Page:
‘Tuesday’ starts as the account of an ordinary day in the shambling life of an old man. Wandering around the city, his memories rise to the surface. Slowly the reader discovers that he let himself be recruited as a mercenary in the secession war in Congo in the early 1960’s. After their defeat, he travelled through the country with the feared Simbas, raping and mutilating nuns and priests without batting an eyelid. Finally, he ended up in prison.
Peeters excels in the plausible characterisation of entirely unscrupulous peopleNRC Handelsblad
An underlying dimension is added to the deceptive banality of this old man’s life and the detailed description of his day-to-day activities when the reader learns with growing astonishment of his violent life. The first thing that strikes you is his absolute amorality, his apparent emotional indifference. Subtle remarks, however, suggest that this man’s life was steered by not so much chance but revenge and rancour. As he shuffles his way through his shabby life, he relies pathetically strongly on his past.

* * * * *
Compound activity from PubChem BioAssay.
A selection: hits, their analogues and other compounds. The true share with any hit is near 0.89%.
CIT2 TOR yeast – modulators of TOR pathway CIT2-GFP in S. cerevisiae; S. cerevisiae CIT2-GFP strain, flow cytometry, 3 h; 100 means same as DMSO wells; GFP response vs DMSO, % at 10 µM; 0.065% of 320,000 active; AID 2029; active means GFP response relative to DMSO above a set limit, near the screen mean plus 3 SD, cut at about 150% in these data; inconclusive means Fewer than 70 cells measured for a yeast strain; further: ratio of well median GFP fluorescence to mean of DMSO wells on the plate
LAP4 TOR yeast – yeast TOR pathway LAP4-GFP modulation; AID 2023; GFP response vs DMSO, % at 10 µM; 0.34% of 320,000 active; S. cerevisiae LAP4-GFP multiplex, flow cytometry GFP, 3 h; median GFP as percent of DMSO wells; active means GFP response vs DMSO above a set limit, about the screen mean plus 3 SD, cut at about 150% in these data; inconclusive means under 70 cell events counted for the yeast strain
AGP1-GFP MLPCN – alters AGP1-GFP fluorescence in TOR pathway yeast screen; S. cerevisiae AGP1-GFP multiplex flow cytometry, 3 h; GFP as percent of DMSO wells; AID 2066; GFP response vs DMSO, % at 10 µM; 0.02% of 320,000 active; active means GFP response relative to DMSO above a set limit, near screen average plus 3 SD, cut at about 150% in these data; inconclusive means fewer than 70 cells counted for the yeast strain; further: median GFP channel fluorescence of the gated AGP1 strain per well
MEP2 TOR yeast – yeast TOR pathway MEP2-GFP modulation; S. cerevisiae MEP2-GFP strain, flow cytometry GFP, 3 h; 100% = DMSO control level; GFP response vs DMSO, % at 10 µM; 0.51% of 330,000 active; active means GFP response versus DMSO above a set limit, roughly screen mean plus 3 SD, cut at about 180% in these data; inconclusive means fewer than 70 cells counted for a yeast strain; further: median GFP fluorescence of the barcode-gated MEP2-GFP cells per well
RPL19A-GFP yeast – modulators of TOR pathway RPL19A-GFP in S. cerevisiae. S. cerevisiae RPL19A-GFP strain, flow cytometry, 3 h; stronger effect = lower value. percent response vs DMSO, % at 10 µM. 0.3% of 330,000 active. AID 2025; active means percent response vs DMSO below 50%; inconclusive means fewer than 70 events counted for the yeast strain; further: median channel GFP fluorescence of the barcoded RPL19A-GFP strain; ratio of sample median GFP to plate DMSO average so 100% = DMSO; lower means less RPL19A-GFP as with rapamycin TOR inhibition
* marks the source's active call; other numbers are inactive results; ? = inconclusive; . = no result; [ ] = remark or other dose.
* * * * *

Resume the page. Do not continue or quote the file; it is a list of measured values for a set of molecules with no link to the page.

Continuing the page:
The major contrast between then and now, between the impassive registration of daily events where moral implications are entirely lacking and the underlying dramatic life experiences make ‘Tuesday’ an impressive novel.
You are left with a morally reprehensible main character of whom you have undeniably become fond. Only real writers can achieve that.VPRO Gids